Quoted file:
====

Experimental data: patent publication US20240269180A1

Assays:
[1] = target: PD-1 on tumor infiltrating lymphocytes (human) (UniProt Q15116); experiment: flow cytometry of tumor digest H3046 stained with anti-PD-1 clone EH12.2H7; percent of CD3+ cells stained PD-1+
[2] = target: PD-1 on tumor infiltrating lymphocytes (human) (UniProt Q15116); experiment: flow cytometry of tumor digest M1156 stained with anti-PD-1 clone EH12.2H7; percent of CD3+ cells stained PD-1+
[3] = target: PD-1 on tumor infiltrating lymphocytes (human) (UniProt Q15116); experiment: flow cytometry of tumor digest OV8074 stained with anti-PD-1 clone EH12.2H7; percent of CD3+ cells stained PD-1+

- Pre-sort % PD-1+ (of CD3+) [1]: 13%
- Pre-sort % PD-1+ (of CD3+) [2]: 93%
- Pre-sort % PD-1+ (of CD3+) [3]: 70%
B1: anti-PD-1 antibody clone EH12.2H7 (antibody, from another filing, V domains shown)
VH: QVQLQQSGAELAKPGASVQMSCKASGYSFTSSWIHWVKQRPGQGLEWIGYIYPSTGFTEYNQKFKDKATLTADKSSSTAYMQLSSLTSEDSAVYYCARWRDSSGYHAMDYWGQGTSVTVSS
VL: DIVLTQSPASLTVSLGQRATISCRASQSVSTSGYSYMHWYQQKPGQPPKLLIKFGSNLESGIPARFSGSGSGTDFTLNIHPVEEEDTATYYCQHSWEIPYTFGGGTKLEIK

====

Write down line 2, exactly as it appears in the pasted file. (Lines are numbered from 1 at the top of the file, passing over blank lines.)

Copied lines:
Assays: